There are several questions surrounding the powerful greenhouse gas methane. Its rapid but irregular increase in the atmosphere has puzzled researchers and there is a high degree of uncertainty about the sources and sinks of methane in the landscape. A recently developed camera can help to address these issues. The utility of the camera to both photograph and film methane has been demonstrated in a study published in Nature Climate Change.
The advanced hyperspectral infrared device weighs 30 kilos and measures 50 x 45 x 25 centimetres. It can be used to measure emissions from many environments including sewage sludge deposits, combustion processes, animal husbandry and lakes. For each pixel in the image the camera records a high-resolution spectrum, which makes it possible to quantify the methane separately from the other gases.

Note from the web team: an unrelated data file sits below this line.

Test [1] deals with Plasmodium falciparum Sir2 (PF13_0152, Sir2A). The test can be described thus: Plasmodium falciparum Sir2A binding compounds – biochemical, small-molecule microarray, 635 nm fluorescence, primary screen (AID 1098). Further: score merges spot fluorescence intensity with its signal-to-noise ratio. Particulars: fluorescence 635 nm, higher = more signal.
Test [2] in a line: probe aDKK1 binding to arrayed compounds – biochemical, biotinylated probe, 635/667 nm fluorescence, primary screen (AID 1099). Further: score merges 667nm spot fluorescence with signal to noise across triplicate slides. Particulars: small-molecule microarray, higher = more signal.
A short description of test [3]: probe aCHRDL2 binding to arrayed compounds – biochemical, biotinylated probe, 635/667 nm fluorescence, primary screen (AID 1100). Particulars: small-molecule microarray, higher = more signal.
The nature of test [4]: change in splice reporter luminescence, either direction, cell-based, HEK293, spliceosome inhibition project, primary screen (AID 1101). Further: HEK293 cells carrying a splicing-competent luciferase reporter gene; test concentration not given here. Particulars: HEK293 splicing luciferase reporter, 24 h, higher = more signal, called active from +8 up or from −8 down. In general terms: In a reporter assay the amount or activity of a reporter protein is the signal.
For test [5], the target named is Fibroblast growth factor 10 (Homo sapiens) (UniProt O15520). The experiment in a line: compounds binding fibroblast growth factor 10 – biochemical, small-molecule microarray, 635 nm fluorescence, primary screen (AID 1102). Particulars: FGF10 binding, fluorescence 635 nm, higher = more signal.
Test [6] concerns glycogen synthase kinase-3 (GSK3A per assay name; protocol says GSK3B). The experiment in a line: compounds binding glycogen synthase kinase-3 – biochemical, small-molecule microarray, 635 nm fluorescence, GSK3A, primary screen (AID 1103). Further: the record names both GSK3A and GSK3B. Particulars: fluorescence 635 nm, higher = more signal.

“So far the camera has been used from the ground and now we’re working to make it airborne for more large-scale methane mapping,” says Professor David Bastviken at Linköping University in Sweden.
The camera was developed by a team that combined knowledge from many different fields of expertise, including astronomy, biogeochemistry, engineering and environmental sciences.
Therese Ekstrand Amaya
Science editor at Linköping University in Sweden. Specialises in science communication, including writing, editing, media outreach and social media management. Focus areas are social sciences, environmental sciences, humanities and educational sciences. MSc and former journalist.
A voice from the Triangulation through Science Communication project.